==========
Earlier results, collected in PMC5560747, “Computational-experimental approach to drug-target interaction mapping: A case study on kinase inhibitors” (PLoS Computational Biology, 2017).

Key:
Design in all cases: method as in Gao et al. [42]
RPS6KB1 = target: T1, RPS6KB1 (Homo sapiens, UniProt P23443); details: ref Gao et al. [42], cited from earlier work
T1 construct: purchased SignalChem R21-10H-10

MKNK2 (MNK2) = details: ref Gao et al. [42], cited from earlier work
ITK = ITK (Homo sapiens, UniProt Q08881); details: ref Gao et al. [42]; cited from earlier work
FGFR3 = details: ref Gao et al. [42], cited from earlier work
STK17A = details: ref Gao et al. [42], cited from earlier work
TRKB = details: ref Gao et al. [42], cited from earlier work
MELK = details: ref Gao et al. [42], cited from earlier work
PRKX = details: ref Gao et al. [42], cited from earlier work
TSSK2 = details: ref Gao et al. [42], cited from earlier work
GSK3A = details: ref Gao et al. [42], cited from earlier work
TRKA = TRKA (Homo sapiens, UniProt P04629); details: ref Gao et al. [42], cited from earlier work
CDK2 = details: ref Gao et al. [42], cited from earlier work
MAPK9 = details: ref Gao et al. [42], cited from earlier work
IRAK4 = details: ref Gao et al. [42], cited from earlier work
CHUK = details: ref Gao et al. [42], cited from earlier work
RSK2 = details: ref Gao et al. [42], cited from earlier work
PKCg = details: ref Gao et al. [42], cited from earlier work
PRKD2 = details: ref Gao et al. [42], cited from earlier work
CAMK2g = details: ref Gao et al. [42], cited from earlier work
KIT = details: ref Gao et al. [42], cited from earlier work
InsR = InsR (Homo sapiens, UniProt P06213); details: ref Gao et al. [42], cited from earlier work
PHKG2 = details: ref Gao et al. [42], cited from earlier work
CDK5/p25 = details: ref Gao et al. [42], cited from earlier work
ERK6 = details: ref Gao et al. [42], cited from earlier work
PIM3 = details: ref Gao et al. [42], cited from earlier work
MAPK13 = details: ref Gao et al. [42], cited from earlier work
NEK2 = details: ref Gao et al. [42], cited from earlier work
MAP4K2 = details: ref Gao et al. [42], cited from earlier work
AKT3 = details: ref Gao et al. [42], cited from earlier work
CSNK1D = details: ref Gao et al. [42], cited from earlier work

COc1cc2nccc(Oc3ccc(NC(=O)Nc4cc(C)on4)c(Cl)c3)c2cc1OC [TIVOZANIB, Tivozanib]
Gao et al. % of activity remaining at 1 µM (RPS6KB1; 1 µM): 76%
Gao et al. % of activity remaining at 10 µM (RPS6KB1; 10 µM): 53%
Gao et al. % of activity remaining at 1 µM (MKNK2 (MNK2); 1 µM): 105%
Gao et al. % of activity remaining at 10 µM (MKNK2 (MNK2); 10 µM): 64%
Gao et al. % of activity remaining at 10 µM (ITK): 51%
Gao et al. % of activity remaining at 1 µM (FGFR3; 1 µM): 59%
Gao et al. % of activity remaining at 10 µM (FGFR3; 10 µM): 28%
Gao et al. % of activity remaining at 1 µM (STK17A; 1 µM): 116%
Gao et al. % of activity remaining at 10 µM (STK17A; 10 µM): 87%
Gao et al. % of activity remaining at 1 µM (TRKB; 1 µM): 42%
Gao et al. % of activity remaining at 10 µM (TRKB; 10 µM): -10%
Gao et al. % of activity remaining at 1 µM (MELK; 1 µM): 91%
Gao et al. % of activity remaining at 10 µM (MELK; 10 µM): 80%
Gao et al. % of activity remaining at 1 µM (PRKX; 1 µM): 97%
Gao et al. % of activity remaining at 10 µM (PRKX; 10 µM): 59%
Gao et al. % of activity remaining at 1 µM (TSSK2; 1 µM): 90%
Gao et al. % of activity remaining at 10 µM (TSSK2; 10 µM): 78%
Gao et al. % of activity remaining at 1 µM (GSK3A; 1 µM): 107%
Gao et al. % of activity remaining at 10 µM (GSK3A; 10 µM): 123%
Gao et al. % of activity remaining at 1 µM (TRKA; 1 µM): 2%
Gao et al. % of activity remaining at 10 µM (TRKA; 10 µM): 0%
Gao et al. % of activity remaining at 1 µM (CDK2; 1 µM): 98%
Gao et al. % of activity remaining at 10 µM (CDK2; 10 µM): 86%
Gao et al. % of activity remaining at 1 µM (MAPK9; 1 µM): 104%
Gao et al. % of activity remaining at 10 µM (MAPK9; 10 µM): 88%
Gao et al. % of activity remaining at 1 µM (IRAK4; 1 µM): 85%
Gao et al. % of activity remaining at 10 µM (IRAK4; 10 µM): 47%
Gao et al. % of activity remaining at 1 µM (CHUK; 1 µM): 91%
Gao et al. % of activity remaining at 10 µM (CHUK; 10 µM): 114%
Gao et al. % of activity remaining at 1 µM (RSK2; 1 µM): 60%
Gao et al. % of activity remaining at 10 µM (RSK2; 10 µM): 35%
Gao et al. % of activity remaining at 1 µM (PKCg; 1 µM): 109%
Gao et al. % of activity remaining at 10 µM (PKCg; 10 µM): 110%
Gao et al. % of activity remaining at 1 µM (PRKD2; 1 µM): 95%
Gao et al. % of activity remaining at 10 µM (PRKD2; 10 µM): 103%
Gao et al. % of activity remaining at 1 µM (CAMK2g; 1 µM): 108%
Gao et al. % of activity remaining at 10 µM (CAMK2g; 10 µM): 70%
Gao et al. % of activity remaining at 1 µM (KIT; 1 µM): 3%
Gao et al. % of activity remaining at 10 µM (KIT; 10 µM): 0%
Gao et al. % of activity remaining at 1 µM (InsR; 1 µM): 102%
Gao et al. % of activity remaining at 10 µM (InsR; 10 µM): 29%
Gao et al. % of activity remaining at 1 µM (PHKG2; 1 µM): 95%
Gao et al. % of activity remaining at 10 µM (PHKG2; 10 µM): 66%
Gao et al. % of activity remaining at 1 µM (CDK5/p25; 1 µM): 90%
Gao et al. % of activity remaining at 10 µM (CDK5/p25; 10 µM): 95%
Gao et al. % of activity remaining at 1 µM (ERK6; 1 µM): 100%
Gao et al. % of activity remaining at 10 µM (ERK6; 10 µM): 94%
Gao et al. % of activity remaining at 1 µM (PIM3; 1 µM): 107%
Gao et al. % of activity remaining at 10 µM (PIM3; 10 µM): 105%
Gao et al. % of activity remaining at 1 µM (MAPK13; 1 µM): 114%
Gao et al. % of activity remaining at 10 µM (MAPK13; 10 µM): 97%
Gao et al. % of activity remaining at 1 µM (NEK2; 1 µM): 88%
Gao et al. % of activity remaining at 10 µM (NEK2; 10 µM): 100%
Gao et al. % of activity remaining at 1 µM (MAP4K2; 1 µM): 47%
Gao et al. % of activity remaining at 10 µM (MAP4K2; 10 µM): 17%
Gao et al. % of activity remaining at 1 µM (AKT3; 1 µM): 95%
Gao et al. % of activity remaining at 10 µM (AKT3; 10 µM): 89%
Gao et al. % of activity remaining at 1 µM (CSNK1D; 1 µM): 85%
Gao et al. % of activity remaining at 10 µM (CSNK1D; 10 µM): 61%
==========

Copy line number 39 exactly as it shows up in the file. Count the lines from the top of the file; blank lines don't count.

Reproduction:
Gao et al. % of activity remaining at 10 µM (MKNK2 (MNK2); 10 µM): 64%